Right to counsel

Key_development Question_mark

Legislation, Guardianship/Conservatorship of Adults - Ward

South Dakota's Guardianship and Conservatorship Act obliges a court to appoint counsel to represent a "protected person" "if requested by the person alleged to need protection, if the person expresses a desire to contest the petition, or if the court determines that an appointment is otherwise needed to protect the person's interests. In appointing an attorney, the court shall consider any known preferences of the person alleged to need protection." S.D. Codified Laws § 29A-5-309. The court can also appoint counsel for a guardianship review/termination proceeding if "necessary to protect the person's interests." S.D. Codified Laws § 29A-5-508(4). A similar provision permits a court to assign counsel to minors allegedly in need of protection. S.D. Codified Laws § 29A-5-205. Under South Dakota law, the costs of such representation should come from the estate of the protected person or protected minor. S.D. Codified Laws § 29A-5-116.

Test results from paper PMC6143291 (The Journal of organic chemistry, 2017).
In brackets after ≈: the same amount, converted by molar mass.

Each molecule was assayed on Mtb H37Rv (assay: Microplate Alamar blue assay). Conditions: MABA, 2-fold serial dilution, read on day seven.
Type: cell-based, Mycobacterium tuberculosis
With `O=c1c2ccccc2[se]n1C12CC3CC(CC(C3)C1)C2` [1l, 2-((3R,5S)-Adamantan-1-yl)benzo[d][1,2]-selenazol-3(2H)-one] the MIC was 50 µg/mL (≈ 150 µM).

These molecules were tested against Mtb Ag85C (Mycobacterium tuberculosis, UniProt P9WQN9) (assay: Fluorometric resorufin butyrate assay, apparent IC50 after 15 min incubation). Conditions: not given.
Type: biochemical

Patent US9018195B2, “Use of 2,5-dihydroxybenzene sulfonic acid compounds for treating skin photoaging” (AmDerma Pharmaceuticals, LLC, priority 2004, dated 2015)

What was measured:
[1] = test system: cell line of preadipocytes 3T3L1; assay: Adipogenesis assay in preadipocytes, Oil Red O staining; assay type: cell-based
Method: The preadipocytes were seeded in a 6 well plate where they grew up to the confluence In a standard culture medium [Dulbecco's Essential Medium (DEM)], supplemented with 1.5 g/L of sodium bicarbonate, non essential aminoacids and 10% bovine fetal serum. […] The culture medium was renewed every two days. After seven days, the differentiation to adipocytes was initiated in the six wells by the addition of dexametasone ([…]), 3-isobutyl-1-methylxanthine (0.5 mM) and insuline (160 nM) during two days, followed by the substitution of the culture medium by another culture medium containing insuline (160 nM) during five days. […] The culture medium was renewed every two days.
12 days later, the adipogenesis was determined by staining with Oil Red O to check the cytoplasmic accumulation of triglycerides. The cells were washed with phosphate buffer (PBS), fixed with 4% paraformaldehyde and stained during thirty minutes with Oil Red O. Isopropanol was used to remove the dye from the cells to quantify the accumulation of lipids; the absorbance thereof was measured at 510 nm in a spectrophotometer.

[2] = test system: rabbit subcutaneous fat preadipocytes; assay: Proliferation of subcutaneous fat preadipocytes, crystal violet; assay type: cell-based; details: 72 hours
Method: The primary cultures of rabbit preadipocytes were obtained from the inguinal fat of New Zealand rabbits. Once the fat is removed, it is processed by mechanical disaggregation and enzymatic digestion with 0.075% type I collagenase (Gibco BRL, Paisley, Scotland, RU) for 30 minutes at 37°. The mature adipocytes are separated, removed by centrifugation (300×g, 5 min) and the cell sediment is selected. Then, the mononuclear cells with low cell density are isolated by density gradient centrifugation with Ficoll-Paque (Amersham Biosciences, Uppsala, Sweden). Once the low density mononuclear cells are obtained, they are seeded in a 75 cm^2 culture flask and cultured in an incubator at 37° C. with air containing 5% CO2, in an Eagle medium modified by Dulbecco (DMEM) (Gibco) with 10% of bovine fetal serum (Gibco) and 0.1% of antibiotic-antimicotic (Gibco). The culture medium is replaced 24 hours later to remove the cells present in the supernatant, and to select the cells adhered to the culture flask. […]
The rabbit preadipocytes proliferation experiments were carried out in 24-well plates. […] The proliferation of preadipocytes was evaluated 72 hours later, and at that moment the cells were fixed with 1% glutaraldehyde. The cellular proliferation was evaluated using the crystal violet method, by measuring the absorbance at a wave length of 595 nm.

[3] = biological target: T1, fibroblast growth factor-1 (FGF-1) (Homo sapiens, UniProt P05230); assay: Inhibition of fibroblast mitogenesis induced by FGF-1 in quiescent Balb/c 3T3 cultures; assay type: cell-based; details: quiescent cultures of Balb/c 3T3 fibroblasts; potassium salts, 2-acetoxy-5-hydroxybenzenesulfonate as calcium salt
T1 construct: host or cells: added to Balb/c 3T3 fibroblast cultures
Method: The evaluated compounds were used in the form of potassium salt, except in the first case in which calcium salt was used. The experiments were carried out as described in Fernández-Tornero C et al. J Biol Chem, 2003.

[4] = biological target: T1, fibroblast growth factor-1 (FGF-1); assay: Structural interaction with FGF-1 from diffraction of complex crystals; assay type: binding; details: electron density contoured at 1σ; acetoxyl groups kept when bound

In In re Guardianship & Conservatorship of Nicole Trina Stevenson, 825 N.W.2d 911 (S.D. 2013), the court clarified the role of appointed attorneys in guardianship cases:

 

[A] court should be clear what role it intends the appointed advocate to assume, keeping in mind that the attorney's role is not to determine the protected person's best interests, but, after advice and assistance, to advocate a decision that the client desires. Indeed, the role of an attorney for a protected person should be no different than that of an attorney representing any other client, "as far as reasonably possible." See S.D. Rules of Professional Conduct, App. ch. 16-8, Rule 1.14. If, on the other hand, the court wishes to have an investigative report submitted on the best interests of the protected person, a court representative is the proper appointment.

Appointment of Counsel: categorical Qualified: yes